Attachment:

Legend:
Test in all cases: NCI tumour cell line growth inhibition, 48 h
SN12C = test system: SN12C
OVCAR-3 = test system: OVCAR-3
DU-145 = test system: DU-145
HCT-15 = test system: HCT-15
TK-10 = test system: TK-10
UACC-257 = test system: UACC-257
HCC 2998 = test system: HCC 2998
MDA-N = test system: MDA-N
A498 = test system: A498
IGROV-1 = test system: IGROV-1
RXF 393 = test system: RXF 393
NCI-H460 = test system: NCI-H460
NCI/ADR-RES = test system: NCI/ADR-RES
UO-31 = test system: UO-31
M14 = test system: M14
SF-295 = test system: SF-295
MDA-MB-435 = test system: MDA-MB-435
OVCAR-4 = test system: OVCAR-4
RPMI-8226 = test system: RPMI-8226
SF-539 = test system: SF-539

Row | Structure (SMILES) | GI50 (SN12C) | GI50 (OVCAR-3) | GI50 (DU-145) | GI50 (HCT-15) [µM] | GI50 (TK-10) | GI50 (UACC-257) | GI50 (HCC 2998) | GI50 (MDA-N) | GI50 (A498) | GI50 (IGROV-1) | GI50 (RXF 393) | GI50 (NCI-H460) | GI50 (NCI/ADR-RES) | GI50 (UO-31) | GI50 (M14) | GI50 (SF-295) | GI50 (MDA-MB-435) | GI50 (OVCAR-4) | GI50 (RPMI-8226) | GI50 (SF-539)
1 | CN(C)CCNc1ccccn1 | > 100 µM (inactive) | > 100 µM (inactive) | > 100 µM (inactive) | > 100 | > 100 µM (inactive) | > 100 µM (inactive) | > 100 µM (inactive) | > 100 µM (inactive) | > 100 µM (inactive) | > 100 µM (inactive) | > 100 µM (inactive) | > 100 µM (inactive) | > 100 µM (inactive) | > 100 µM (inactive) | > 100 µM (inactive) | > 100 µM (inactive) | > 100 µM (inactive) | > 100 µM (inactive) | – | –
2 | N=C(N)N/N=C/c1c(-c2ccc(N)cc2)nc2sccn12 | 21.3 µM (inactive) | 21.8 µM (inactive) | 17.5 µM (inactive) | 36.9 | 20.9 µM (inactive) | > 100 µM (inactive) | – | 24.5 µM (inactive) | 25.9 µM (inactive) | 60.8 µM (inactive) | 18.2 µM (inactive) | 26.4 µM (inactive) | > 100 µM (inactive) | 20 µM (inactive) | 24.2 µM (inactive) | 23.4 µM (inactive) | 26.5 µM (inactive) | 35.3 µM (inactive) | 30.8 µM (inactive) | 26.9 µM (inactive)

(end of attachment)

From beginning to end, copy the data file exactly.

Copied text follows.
Legend:
Test in all cases: NCI tumour cell line growth inhibition, 48 h
SN12C = test system: SN12C
OVCAR-3 = test system: OVCAR-3
DU-145 = test system: DU-145
HCT-15 = test system: HCT-15
TK-10 = test system: TK-10
UACC-257 = test system: UACC-257
HCC 2998 = test system: HCC 2998
MDA-N = test system: MDA-N
A498 = test system: A498
IGROV-1 = test system: IGROV-1
RXF 393 = test system: RXF 393
NCI-H460 = test system: NCI-H460
NCI/ADR-RES = test system: NCI/ADR-RES
UO-31 = test system: UO-31
M14 = test system: M14
SF-295 = test system: SF-295
MDA-MB-435 = test system: MDA-MB-435
OVCAR-4 = test system: OVCAR-4
RPMI-8226 = test system: RPMI-8226
SF-539 = test system: SF-539

Row | Structure (SMILES) | GI50 (SN12C) | GI50 (OVCAR-3) | GI50 (DU-145) | GI50 (HCT-15) [µM] | GI50 (TK-10) | GI50 (UACC-257) | GI50 (HCC 2998) | GI50 (MDA-N) | GI50 (A498) | GI50 (IGROV-1) | GI50 (RXF 393) | GI50 (NCI-H460) | GI50 (NCI/ADR-RES) | GI50 (UO-31) | GI50 (M14) | GI50 (SF-295) | GI50 (MDA-MB-435) | GI50 (OVCAR-4) | GI50 (RPMI-8226) | GI50 (SF-539)
1 | CN(C)CCNc1ccccn1 | > 100 µM (inactive) | > 100 µM (inactive) | > 100 µM (inactive) | > 100 | > 100 µM (inactive) | > 100 µM (inactive) | > 100 µM (inactive) | > 100 µM (inactive) | > 100 µM (inactive) | > 100 µM (inactive) | > 100 µM (inactive) | > 100 µM (inactive) | > 100 µM (inactive) | > 100 µM (inactive) | > 100 µM (inactive) | > 100 µM (inactive) | > 100 µM (inactive) | > 100 µM (inactive) | – | –
2 | N=C(N)N/N=C/c1c(-c2ccc(N)cc2)nc2sccn12 | 21.3 µM (inactive) | 21.8 µM (inactive) | 17.5 µM (inactive) | 36.9 | 20.9 µM (inactive) | > 100 µM (inactive) | – | 24.5 µM (inactive) | 25.9 µM (inactive) | 60.8 µM (inactive) | 18.2 µM (inactive) | 26.4 µM (inactive) | > 100 µM (inactive) | 20 µM (inactive) | 24.2 µM (inactive) | 23.4 µM (inactive) | 26.5 µM (inactive) | 35.3 µM (inactive) | 30.8 µM (inactive) | 26.9 µM (inactive)